Schuyler Affirmative Action Practice

         A Law Firm Specializing in Federal Contractor Compliance

Schuyler AAP provides legal counsel and compliance assistance to federal contractors in fulfilling their obligations under the regulations enforced by the Department of Labor's Office of Federal Contract Compliance Programs.  The firm provides Affirmative Action Plan preparation, OFCCP audit response, and on-site representation.  Clients include academic institutions and all other types of Supply and Service federal contractors.

  • Federal Contractor Compliance Assistance
  • OFCCP Audit Response
  • Risk Assessment
  • Affirmative Action Plan Preparation
  • OFCCP Compliant Compensation Analyses
  • AAP Advice and Counseling
  • EEO Investigations
  • Mediation

Ms. Schuyler is working with OFCCP to clarify areas of the regulations which have posed challenges to academic institutions.   If you would like more detailed information or to be added to the distribution list for updates on the process, please send your request to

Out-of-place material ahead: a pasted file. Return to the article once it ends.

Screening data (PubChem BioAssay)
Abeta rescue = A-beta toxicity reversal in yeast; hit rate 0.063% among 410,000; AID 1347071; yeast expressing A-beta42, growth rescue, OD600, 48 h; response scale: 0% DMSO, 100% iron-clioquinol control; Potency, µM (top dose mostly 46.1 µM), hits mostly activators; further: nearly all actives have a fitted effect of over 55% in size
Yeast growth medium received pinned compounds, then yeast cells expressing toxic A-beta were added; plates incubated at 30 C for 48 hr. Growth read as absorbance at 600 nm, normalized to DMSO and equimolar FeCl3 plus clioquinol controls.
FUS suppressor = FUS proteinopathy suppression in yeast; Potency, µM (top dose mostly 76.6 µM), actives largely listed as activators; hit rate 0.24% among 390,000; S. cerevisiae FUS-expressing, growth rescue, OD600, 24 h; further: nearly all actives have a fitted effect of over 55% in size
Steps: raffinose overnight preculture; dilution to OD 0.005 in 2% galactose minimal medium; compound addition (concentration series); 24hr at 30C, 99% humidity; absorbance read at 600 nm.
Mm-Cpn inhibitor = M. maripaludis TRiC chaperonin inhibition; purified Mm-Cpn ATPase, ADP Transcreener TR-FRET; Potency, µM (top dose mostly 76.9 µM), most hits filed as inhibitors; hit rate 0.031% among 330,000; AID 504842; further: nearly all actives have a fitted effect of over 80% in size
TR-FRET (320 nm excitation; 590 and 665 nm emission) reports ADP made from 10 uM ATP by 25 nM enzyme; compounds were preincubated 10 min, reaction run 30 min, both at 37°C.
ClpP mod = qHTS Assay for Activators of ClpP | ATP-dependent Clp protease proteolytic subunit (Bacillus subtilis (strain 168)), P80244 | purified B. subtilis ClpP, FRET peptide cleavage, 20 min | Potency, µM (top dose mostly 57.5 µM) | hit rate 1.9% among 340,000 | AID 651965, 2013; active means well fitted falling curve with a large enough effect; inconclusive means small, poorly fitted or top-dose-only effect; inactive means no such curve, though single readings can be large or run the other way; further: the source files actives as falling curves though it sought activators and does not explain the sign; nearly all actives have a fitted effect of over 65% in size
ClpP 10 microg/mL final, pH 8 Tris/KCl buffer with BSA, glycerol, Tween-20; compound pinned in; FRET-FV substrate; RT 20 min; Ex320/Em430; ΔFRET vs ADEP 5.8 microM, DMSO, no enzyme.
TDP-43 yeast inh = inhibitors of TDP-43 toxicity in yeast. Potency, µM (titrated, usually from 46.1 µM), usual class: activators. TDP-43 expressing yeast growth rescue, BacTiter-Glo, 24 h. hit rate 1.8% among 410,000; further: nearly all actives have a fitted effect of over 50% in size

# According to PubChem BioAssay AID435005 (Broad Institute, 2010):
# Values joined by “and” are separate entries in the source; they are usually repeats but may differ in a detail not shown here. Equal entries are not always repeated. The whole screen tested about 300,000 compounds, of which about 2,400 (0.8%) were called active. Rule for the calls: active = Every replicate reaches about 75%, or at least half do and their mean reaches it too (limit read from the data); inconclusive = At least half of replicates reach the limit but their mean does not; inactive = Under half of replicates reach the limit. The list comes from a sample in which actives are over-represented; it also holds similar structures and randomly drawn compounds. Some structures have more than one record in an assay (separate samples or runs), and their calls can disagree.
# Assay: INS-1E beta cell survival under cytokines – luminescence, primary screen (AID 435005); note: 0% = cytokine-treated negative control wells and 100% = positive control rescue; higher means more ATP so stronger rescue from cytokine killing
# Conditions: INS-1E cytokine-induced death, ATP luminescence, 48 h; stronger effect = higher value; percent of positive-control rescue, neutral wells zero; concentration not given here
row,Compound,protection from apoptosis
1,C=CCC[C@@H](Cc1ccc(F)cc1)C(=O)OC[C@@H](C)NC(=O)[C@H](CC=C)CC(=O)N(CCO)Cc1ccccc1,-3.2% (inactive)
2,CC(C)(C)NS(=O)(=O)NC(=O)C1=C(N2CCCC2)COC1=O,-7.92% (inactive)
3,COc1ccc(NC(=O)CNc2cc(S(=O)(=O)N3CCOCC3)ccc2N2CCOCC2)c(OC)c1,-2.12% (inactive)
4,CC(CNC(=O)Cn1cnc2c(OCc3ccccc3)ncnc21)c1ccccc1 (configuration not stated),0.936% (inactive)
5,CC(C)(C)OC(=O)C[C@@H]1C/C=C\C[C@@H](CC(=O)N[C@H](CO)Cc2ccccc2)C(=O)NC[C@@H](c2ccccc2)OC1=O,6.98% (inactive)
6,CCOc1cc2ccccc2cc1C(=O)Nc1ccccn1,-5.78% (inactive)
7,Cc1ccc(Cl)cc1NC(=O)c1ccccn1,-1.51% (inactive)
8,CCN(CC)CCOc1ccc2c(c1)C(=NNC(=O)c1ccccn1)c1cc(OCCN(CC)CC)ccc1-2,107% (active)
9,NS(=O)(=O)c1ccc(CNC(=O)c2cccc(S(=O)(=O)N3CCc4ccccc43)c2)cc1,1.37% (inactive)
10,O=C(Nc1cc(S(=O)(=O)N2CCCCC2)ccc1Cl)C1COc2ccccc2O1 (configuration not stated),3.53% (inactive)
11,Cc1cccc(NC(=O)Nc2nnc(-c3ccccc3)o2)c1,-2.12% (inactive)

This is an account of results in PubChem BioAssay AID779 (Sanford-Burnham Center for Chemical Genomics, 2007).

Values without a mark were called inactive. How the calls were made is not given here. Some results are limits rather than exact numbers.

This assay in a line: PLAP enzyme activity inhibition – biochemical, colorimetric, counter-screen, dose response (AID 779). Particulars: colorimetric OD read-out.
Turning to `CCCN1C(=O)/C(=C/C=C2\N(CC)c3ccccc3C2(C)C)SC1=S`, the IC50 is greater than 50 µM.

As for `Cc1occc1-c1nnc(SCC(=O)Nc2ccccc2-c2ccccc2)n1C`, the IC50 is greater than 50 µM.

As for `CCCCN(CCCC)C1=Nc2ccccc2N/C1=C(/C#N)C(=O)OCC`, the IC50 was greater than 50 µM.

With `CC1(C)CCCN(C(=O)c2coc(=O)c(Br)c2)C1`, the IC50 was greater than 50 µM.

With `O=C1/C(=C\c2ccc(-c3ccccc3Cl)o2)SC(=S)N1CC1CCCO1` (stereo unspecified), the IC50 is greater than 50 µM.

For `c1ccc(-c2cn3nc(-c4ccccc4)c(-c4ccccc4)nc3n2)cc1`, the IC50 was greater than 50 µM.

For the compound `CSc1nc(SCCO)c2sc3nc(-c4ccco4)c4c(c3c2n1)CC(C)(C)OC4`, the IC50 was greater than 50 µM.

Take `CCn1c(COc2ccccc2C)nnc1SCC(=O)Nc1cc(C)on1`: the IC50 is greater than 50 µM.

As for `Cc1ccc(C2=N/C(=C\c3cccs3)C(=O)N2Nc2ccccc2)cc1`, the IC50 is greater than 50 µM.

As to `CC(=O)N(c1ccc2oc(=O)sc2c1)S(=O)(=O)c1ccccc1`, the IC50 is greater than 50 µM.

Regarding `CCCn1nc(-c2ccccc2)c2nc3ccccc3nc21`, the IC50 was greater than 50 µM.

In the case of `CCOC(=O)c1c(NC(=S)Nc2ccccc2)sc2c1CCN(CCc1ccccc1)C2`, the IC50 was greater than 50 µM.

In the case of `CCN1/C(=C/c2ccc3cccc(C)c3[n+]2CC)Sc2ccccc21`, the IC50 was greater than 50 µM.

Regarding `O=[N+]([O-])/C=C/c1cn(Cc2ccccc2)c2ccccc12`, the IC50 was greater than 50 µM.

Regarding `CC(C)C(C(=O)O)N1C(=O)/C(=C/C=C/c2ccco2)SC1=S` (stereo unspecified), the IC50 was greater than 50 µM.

Supreme Court Update

The case of Fisher v. University of Texas challenged the use of affirmative action in academic admissions and was heard and decided during the 2012-2013 term. The American Association for Affirmative Action filed an Amicus Brief in support of the University of Texas (UT).  On June 24, 2013, the Supreme Court issued its Decision, remanding the case to the lower court to determine whether UT's admissions process survives the strict scrutiny standard of review.  On July 15, 2014, the Fifth Circuit Court of Appeals ruled that it does.  Fisher is expected to appeal the decision.

Schuette v. BAMN was heard by the Supreme Court on Ocober 15, 2013 and was decided on April 22, 2014.  This is a case about Michigan's Proposal 2, which amended the state constitution to ban any consideration of race in employment, contracting, and college admissions (including the type of holistic approach approved in previous Supreme Court decisions). The Supreme Court held that such amendments do not violate the Equal Protection Clause of the 14th Amendment, even though it creates an almost insurmountable barrier for those seeking to influence the college admissions process.

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